James, S. P. (2006) 'Human virtues and natural values.', Environmental ethics., 28 (4). pp. 339-354.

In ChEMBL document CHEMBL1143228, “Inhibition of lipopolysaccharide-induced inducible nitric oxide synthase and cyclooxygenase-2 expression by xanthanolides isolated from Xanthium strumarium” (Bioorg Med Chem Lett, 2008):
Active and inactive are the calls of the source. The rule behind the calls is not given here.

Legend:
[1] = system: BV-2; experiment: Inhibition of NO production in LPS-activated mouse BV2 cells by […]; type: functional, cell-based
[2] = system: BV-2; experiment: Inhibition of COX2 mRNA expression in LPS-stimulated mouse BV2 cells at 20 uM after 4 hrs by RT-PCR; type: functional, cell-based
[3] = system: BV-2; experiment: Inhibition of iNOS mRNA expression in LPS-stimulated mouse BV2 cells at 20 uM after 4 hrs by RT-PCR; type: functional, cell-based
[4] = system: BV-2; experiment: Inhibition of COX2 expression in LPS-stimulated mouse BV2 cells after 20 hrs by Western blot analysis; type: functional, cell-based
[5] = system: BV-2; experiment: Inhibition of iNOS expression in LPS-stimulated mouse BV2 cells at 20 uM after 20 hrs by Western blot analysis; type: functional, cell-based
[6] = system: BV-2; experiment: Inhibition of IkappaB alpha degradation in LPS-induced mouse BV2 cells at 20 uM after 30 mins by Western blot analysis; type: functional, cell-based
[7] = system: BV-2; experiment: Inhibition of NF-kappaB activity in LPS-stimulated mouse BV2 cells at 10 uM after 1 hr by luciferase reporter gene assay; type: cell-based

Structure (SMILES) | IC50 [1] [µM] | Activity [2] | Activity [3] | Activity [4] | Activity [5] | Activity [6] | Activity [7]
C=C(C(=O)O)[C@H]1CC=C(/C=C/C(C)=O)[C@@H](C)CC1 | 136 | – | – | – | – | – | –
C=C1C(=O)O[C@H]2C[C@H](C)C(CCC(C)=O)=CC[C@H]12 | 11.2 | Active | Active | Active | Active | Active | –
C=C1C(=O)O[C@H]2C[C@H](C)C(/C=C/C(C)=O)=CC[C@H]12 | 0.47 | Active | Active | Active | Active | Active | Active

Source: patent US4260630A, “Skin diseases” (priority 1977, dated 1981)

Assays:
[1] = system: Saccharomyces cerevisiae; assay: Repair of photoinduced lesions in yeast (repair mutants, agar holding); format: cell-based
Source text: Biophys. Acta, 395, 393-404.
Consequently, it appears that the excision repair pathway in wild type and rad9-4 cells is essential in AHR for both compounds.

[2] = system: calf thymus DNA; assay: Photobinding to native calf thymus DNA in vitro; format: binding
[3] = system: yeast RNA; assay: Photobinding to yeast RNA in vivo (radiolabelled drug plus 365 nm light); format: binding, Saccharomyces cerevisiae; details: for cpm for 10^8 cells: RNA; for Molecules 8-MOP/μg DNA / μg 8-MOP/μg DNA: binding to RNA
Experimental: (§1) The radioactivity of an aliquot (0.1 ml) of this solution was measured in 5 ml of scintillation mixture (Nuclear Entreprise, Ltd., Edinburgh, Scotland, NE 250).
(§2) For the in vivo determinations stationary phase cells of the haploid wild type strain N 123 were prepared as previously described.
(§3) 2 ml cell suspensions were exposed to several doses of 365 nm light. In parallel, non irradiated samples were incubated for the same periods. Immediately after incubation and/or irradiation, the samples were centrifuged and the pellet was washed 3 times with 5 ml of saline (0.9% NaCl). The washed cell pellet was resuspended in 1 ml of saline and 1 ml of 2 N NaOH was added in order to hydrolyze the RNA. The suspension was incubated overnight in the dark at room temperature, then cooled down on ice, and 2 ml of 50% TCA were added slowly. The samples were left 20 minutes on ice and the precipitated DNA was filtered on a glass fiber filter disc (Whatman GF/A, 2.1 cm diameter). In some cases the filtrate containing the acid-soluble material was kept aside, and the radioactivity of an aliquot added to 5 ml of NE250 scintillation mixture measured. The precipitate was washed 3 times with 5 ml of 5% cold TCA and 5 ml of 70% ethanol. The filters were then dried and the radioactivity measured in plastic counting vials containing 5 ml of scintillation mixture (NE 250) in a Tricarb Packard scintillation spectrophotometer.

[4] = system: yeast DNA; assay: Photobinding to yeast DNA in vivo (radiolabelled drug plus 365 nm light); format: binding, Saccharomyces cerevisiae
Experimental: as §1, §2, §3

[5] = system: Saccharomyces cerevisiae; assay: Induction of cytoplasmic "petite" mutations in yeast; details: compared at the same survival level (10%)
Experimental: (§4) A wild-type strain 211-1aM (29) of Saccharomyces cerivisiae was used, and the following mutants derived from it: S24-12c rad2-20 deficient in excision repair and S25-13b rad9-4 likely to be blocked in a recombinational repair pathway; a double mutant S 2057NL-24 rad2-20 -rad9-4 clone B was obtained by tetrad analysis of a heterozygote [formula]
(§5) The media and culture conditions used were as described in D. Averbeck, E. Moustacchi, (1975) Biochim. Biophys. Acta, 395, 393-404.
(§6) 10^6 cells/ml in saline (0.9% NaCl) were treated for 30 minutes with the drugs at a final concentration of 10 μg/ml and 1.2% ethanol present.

In several works, Holmes Rolston III has argued that a satisfactory environmental ethic cannot be built on a virtue ethical foundation. His first argument amounts to the charge that because virtue ethics is by nature 'self-centred' or egoistic it is also inherently 'human-centred' and hence ill suited to treating environmental matters. According to his second argument, virtue ethics is perniciously human-centred since it 'locates' the value of a thing, not in the thing itself, but in the agent who is 'ennobled' by valuing it. I argue that these charges, though illuminating, are not in the final analysis compelling. The first, I suggest, misconceives the role of motivation in virtue ethics, while the second ultimately rests on a misunderstanding of the place of the human perspective in ethical considerations.
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